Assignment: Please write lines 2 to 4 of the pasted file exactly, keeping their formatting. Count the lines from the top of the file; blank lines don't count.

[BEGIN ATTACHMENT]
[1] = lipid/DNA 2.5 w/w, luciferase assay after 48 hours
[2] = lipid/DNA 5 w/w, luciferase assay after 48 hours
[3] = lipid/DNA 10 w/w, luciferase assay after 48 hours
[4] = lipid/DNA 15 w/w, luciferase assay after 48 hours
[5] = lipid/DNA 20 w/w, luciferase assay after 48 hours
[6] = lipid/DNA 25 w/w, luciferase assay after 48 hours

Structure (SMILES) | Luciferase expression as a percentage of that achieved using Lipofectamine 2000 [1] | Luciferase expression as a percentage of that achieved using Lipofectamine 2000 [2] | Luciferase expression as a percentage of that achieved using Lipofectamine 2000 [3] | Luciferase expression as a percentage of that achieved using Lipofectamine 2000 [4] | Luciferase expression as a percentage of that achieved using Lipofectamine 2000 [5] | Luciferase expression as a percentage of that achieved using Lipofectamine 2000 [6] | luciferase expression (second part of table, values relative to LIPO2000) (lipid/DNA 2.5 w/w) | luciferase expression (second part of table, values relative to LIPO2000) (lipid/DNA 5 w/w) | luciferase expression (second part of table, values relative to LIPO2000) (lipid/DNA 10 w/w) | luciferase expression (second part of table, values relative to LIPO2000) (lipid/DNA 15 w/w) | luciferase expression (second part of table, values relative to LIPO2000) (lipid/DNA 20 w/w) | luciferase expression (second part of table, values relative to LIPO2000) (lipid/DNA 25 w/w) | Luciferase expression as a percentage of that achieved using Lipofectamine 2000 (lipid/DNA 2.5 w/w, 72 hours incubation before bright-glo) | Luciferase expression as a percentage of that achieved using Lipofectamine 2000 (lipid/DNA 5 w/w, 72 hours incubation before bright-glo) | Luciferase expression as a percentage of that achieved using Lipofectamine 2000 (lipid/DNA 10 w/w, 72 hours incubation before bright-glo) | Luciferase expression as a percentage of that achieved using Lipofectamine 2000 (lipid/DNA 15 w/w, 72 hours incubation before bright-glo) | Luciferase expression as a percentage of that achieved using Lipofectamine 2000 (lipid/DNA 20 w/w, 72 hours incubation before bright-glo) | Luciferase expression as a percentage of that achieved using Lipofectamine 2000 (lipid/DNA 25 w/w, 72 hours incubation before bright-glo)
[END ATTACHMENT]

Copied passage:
[2] = lipid/DNA 5 w/w, luciferase assay after 48 hours
[3] = lipid/DNA 10 w/w, luciferase assay after 48 hours
[4] = lipid/DNA 15 w/w, luciferase assay after 48 hours